Pre-fight, back Rowe on the moneyline down to +105.

The Pick: Philip Rowe (+118 at BetRivers)


Dann Stupp: Tai Tuivasa vs. Sergei Pavlovich

Senior Editor at The Action Network

Here’s what it comes down to: I’m willing to bet on Tai Tuivasa’s chin for one round against anyone.

Granted, on Saturday, he’s facing one of the scariest heavyweight fighters on the planet. Sergei Pavlovich has won four straight fights via first-round knockout, and he’s just a mass of a man with ridiculously heavy hands.

Again, though, I’m willing to put my money where Tuivasa’s mouth is. Even if he gets cracked – and let’s be honest, he will at some point – I think the iron-headed Australian can survive for at least five minutes.

That’s why I really like a bet offered by FanDuel – that Tuivasa vs. Pavlovich will start Round 2. With a solid plus-money payoff (+142), we need to get out of the first round just about 42% of the time to make this bet a profitable one. That seems quite probable (>50%), so I’m in. (“Over 1.5 rounds” at +180 could also work if you agree with this rationale.)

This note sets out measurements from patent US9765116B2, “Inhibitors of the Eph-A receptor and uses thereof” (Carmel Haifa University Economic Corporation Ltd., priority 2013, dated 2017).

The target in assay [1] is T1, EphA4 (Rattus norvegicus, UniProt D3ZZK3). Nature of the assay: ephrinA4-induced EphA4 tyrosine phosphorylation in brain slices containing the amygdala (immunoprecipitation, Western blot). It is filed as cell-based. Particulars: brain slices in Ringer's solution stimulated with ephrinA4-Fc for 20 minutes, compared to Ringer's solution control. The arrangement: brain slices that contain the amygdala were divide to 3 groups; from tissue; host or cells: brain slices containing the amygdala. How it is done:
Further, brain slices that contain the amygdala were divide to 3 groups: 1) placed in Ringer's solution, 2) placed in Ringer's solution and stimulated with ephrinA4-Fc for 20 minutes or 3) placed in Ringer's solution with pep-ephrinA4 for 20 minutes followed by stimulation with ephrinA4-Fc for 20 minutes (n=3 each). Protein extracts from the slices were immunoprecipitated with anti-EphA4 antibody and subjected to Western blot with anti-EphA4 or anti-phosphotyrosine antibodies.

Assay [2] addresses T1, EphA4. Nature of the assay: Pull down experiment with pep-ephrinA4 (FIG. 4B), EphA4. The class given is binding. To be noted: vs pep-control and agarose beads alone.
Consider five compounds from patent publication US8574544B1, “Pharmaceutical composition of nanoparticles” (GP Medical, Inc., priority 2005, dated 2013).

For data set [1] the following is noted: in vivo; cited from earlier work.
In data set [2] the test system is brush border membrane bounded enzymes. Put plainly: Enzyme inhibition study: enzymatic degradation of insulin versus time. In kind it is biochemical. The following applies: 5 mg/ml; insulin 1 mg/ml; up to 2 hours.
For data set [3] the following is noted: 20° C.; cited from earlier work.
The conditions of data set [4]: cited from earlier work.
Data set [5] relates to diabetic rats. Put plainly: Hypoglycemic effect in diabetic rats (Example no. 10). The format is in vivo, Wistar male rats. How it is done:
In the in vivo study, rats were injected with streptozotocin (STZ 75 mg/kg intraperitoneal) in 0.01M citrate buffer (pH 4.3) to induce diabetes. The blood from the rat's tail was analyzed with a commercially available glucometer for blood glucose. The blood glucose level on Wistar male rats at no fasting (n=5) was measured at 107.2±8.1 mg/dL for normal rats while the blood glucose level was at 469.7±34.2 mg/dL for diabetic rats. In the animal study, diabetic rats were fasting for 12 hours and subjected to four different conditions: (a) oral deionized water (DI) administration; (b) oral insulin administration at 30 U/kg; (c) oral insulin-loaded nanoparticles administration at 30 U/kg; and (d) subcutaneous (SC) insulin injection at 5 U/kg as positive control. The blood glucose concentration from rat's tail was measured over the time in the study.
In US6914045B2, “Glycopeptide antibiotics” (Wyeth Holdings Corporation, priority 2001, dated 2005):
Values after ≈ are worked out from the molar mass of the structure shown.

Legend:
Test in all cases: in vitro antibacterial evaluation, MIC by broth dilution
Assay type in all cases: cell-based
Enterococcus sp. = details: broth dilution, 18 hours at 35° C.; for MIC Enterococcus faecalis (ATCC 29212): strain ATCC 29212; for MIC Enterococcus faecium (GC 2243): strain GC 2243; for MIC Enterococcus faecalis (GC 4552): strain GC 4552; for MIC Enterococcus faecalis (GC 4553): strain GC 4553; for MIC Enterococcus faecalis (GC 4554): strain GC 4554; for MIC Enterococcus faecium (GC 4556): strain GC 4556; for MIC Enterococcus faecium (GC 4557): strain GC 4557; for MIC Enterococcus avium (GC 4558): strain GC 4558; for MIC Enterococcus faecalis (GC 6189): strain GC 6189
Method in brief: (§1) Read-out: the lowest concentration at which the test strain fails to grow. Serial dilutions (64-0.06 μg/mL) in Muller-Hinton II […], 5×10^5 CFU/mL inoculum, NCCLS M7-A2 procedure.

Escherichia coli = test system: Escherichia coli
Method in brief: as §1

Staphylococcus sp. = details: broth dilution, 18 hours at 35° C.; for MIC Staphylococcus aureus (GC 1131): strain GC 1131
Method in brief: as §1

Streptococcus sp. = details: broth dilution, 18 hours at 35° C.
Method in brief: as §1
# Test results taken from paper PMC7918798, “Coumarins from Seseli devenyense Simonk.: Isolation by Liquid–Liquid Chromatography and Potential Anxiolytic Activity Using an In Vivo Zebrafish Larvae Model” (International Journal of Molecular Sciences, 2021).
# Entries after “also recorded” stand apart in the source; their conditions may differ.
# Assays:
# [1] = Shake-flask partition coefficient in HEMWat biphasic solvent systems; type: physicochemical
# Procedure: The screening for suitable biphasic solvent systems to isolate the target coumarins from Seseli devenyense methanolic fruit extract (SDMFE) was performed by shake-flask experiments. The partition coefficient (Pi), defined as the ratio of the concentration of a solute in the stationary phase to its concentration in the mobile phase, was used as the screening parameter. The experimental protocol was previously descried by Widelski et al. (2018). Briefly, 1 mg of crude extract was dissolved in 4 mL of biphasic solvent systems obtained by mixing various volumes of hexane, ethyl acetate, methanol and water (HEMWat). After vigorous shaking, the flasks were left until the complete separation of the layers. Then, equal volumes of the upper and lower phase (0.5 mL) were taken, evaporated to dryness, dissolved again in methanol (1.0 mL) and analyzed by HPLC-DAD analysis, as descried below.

Knowing I might need some more ammo to finalize the pick, though, my colleague Billy Ward reminded me that Tuivasa has never truly been knocked out with a headshot. His lone KO losses came to Junior Dos Santos (stuck in the mount and unable to protect himself) and recently Cyril Gane (set up by brutal body shots). You could argue that Tuivasa’s chin remains undefeated (to some extent, anyway).

Plus, as Billy pointed out, Pavlovich hasn’t landed a body shot in his past four fights – and he landed only one in his bout before that one – so that concern of Tuivasa again eating body shots is a bit tempered. In fact, my only other real concern is that Tuivasa took a lot of damage in that fight with Gane just three months ago, but at +142, I’m willing to eat that risk.

If all goes to plan, we’ll all be enjoying a shoey sometime after Round 1.

Pick: Tuivasa vs. Pavlovich starts Round 2 (+142)